It’s quite scary to think that it’s already been nine months since the last Consumer Duty deadline came into force. From 31 July 2023, the FCA’s new legislation applied to all new products and services, and all existing products and services remaining open for renewal. With the industry still coming to terms with the new guidance, the next deadline is now fast approaching. From 31 July 2024, Consumer Duty will also apply to all closed products and services. So how ready is the industry for this?

Interpreting the guidance

Back in May 2023, we surveyed 778 brokers as part of our H1 2023 Mortgage Lender Benchmark. We wanted to know how they were feeling ahead of the last July deadline. The feedback was mixed. While most felt they were ready for Consumer Duty, almost a third told us they were either not ready or unsure. Brokers voiced concerns around the expectations surrounding the new legislation, with many craving more information and clarity around what meeting the legislation actually looks like.

The challenge for many seems to be interpreting Consumer Duty. Of course, the regulator hasn’t been as black and white as saying companies ‘must do this and must not do that’. But the FCA would say that their guidance has been significant enough for everyone to get their house in order. And surely, most financial services companies would genuinely want to do right by their customers anyway? So for most firms, Consumer Duty should be about evidencing the good practices they’re already adopting, rather than making wholesale process changes. Of course there will be odd exceptions who aren’t already doing the right things, but those companies would need a complete overhaul anyway.

The good and the not so good

In February, the FCA published examples of what companies are doing well and what they could do better (1). They said: “We welcome the improvements made by many firms to deliver better outcomes for their customers. However, some firms are lagging behind”. So like our Mortgage Lender Benchmark survey suggested, the results were mixed!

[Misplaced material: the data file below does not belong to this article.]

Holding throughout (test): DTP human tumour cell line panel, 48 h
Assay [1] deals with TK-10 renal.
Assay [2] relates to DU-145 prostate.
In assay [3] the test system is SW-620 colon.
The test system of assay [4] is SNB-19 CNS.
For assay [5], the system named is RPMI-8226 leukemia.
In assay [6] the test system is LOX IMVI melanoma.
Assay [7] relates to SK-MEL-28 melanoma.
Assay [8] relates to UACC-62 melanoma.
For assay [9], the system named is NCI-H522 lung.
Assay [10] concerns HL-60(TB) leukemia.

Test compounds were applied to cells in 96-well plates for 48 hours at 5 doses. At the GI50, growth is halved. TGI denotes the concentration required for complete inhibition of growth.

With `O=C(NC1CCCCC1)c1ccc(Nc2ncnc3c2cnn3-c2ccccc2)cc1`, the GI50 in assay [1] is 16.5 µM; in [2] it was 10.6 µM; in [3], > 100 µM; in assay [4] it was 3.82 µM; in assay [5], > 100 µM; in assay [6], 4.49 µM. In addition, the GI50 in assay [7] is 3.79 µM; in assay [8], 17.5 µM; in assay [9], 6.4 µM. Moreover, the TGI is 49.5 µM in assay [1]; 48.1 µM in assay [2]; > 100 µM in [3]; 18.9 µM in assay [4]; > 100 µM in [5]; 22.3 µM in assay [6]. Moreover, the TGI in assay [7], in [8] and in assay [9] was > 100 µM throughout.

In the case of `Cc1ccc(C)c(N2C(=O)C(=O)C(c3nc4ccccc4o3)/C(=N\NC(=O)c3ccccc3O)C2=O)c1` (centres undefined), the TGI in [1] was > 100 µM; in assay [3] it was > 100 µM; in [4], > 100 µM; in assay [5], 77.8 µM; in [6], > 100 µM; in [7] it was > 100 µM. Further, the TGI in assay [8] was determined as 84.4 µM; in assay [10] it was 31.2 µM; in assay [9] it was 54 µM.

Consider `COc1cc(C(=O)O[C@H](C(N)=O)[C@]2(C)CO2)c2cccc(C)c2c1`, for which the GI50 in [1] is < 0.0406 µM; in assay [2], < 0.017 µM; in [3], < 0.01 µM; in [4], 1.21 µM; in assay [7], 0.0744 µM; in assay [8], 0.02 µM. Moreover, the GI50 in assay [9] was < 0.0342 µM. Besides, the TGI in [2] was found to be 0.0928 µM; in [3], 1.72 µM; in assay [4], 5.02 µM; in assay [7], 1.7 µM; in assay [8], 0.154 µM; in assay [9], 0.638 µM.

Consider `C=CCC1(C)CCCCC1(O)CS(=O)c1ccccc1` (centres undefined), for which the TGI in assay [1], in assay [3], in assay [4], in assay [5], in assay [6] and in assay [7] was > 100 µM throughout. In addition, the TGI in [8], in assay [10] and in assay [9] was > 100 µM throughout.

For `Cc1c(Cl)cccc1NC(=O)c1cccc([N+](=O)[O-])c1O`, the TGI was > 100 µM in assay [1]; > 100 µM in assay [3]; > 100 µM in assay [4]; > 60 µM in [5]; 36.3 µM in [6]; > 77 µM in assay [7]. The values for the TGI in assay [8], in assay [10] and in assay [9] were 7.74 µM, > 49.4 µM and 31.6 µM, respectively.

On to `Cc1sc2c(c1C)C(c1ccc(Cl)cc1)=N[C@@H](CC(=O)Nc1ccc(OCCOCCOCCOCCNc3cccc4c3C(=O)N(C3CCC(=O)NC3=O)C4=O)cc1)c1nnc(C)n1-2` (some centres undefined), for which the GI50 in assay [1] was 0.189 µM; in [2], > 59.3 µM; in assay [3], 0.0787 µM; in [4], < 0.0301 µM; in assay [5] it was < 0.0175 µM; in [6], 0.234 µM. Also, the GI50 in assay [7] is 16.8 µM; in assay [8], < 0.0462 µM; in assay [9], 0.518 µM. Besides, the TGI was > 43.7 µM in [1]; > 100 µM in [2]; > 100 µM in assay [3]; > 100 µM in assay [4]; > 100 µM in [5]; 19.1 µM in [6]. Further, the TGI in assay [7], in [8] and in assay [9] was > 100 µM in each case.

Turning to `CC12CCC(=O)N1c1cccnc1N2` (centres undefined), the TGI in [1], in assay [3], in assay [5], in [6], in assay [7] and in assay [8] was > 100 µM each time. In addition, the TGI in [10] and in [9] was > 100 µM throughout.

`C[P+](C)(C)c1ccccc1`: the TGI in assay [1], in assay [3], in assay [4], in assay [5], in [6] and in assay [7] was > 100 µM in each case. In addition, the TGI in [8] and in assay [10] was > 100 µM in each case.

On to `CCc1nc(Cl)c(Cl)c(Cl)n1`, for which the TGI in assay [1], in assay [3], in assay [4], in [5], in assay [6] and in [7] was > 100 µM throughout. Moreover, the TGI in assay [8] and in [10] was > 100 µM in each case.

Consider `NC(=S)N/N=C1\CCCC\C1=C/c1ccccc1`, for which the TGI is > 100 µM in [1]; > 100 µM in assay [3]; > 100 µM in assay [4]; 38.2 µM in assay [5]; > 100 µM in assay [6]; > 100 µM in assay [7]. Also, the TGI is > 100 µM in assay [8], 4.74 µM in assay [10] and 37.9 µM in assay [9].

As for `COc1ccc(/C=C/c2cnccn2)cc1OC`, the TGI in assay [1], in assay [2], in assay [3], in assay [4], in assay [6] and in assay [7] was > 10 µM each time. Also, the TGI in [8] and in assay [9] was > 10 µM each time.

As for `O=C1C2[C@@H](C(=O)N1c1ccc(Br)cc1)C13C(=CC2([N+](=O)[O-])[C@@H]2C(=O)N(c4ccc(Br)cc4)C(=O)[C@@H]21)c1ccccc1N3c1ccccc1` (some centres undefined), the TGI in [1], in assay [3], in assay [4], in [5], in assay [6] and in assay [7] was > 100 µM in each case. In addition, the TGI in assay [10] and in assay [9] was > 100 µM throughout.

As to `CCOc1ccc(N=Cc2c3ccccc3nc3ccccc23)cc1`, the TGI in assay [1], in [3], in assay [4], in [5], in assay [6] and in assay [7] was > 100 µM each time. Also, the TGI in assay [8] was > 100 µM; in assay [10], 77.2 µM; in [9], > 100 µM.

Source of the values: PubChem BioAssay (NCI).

Let’s take a look at an example of good practice first. Under culture, governance and monitoring, the FCA say: “Some firms are paying more attention service level metrics for call abandonment rates, root-cause analysis of complaints and customer satisfaction surveys, taking action to improve standards”. Customer surveys are clearly a big plus point in the eyes of the regulator, also being commended in the areas of consumer understanding and consumer support.

But looking at culture, governance and monitoring again, the regulator has identified room for improvement. The FCA say they’ve seen firms: “Who need better data and monitoring strategies. Firms should not be complacent and assume that they can just repackage existing data. We want firms to think seriously about what information they need to really understand their customers’ outcomes and issues they may be facing”. It shouldn’t be surprising that the FCA say that knowing as much about your customers as possible is crucial for delivering good customer outcomes. In fact, they actually say that an example of good practice is companies who’ve developed new data and metrics to better understand their customers.


With the mixed results seen in our own survey and from the FCA itself, it’s difficult to say exactly how ready the industry is for the final deadline. But there will likely be different levels of preparedness. Companies should remember what the legislation is all about – being able to evidence that they’re delivering good customer outcomes. Those who can demonstrate that they genuinely understand their customers and act on their feedback will have the best chance of meeting Consumer Duty.

To find out how Smart Money People’s data can help you to evidence good customer outcomes, head to our Consumer Duty page.